As the political situation in Afghanistan is day by day degenerating into crisis, the powerful countries take it upon themselves to recommend ideas for Afghanistan’s future dispensation, which is something very important because of its effects on future events in the country. The preliminary election results have been seriously under fire from a majority of presidential runners, who lodged nearly 17,000 complaints with the Independent Electoral Complaints Commission (IECC). The contentious initial returns of the September’s polls – where only 1.8 million biometrically-verified votes were cast – showed incumbent President Ashraf Ghani has secured to be the frontrunner and victor for now by crossing the required 50 percent vote threshold by a razor-thin margin. Meanwhile, CEO Abdullah Abdullah was the runner-up with 39 percent of votes. Abdullah, along with many other candidates, is wary of the results as he scrapped them as fraudulent. On top of all this, the outgoing US ambassador to Afghanistan has recently downplayed the legitimacy of the presidential election by saying its winner will not have a ‘commanding mandate’ because of securing fewer than a million votes in a country of over 30 million people, in which over nine million people had registered to vote.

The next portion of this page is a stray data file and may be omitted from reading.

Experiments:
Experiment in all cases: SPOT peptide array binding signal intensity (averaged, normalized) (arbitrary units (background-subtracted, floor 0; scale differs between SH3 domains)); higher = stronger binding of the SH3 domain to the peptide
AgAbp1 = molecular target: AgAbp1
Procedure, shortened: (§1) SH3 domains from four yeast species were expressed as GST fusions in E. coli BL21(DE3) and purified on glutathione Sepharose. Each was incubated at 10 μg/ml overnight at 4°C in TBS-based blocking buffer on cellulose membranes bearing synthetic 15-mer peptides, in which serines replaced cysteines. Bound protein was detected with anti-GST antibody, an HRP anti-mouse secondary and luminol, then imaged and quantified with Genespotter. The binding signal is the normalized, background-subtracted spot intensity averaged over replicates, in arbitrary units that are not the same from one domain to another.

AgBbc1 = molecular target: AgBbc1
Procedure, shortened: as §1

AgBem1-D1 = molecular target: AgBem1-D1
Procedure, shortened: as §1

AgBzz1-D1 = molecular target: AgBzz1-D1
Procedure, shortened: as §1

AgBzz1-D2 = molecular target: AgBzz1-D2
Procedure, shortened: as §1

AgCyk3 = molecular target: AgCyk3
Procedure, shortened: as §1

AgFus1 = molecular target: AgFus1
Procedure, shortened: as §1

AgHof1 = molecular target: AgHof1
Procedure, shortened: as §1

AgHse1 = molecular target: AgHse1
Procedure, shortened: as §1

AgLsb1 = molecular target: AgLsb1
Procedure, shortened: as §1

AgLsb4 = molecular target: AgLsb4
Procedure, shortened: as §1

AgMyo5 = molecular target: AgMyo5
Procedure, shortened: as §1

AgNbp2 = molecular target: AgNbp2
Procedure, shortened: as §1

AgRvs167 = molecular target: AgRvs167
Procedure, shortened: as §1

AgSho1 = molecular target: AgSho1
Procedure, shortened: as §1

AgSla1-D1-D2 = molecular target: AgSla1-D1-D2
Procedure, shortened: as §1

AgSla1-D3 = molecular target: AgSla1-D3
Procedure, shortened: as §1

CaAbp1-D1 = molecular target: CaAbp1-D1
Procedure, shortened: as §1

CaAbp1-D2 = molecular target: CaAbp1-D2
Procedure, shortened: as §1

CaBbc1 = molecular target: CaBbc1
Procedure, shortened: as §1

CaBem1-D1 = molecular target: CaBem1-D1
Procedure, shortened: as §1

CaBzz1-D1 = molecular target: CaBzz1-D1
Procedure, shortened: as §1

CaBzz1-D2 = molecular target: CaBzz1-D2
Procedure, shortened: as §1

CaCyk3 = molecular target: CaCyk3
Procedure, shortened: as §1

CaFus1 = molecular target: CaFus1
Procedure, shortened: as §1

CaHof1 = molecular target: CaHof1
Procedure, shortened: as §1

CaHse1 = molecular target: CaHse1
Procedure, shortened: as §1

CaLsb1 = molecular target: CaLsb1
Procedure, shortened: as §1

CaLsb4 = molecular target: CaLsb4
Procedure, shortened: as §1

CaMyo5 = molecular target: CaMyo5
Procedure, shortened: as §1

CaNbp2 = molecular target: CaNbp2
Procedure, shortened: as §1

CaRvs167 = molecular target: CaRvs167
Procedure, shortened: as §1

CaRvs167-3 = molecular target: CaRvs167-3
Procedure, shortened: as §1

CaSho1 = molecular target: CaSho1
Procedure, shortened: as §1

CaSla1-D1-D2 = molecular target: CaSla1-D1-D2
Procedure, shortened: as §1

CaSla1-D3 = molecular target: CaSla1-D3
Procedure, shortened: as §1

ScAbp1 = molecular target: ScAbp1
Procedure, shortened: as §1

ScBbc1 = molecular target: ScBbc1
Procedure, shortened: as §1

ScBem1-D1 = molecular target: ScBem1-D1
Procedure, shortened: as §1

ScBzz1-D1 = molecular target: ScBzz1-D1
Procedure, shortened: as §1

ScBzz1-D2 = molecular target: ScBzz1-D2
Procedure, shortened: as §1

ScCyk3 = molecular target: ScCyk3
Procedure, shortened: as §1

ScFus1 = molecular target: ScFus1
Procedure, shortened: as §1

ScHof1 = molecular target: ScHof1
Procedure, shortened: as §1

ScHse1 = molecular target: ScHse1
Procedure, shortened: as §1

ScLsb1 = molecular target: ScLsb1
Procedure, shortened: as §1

Utterly shrugging off the conduct of the election and the miseries the Afghan voters endured to cast votes, John Bass, who is ending his two-year stint in Kabul, has inherently proposed the formation of a reconciliatory and inclusive government. In other words, it is in fact a notion of forming a government the same as the National Unity Government – a system that miserably failed – merely with a different name. With the wisdom of hindsight we know such propositions are implausible and pointless because there are no electoral provisions stipulating how many votes legitimize a president. Bass floated this idea when it has also crossed some other countries’ minds and favored creating something similar by the name of the National Reconciliatory Government (NRG). Offering such kinds of suggestions is something which shows brazen interference in Afghanistan’s internal affairs. In retrospect, such ideas of interim, unity, inclusive and reconciliatory governments are non-starter and would be to the detriment of Afghanistan. If this has to happen, what’s the purpose of holding an election in the first place? Any course taken by Afghan leaders in the first half of 2020 will be fate-deciding for the country. It’s advisable for the countries to leave Afghanistan be by letting the election process go through its proper trajectory because it’s not for them but rather the Afghans themselves to decide their future. Given the current political predicament, time has ripped for the Afghan leaders to come up with a system, where every Afghans see their representative and operate in the most trustable way.